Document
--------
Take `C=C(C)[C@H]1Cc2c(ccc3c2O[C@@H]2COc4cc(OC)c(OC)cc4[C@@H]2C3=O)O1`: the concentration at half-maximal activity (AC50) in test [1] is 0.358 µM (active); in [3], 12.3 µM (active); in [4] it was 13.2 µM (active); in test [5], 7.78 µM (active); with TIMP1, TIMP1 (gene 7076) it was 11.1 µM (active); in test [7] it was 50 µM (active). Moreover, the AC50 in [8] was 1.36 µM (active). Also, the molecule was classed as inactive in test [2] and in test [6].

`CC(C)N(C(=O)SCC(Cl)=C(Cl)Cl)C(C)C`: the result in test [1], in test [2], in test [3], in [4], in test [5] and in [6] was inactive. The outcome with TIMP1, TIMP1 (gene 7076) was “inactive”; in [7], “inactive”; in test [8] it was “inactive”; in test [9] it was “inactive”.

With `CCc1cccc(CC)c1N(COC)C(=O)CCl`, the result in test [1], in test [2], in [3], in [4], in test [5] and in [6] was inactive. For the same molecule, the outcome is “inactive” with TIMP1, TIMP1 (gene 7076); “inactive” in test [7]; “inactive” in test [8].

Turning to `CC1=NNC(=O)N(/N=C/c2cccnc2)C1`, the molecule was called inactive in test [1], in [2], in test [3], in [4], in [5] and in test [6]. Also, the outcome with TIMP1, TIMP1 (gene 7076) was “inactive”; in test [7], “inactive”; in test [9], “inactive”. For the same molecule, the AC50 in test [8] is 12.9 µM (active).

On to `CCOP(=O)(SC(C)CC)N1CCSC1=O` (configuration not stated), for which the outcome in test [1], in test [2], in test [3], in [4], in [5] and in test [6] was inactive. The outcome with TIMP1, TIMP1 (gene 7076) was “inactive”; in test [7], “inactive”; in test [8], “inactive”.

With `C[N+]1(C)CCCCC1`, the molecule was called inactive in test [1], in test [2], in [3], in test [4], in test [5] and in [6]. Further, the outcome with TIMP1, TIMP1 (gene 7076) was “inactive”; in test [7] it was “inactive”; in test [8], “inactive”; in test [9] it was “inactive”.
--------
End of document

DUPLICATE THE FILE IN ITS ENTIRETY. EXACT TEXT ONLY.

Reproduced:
Take `C=C(C)[C@H]1Cc2c(ccc3c2O[C@@H]2COc4cc(OC)c(OC)cc4[C@@H]2C3=O)O1`: the concentration at half-maximal activity (AC50) in test [1] is 0.358 µM (active); in [3], 12.3 µM (active); in [4] it was 13.2 µM (active); in test [5], 7.78 µM (active); with TIMP1, TIMP1 (gene 7076) it was 11.1 µM (active); in test [7] it was 50 µM (active). Moreover, the AC50 in [8] was 1.36 µM (active). Also, the molecule was classed as inactive in test [2] and in test [6].

`CC(C)N(C(=O)SCC(Cl)=C(Cl)Cl)C(C)C`: the result in test [1], in test [2], in test [3], in [4], in test [5] and in [6] was inactive. The outcome with TIMP1, TIMP1 (gene 7076) was “inactive”; in [7], “inactive”; in test [8] it was “inactive”; in test [9] it was “inactive”.

With `CCc1cccc(CC)c1N(COC)C(=O)CCl`, the result in test [1], in test [2], in [3], in [4], in test [5] and in [6] was inactive. For the same molecule, the outcome is “inactive” with TIMP1, TIMP1 (gene 7076); “inactive” in test [7]; “inactive” in test [8].

Turning to `CC1=NNC(=O)N(/N=C/c2cccnc2)C1`, the molecule was called inactive in test [1], in [2], in test [3], in [4], in [5] and in test [6]. Also, the outcome with TIMP1, TIMP1 (gene 7076) was “inactive”; in test [7], “inactive”; in test [9], “inactive”. For the same molecule, the AC50 in test [8] is 12.9 µM (active).

On to `CCOP(=O)(SC(C)CC)N1CCSC1=O` (configuration not stated), for which the outcome in test [1], in test [2], in test [3], in [4], in [5] and in test [6] was inactive. The outcome with TIMP1, TIMP1 (gene 7076) was “inactive”; in test [7], “inactive”; in test [8], “inactive”.

With `C[N+]1(C)CCCCC1`, the molecule was called inactive in test [1], in test [2], in [3], in test [4], in test [5] and in [6]. Further, the outcome with TIMP1, TIMP1 (gene 7076) was “inactive”; in test [7] it was “inactive”; in test [8], “inactive”; in test [9] it was “inactive”.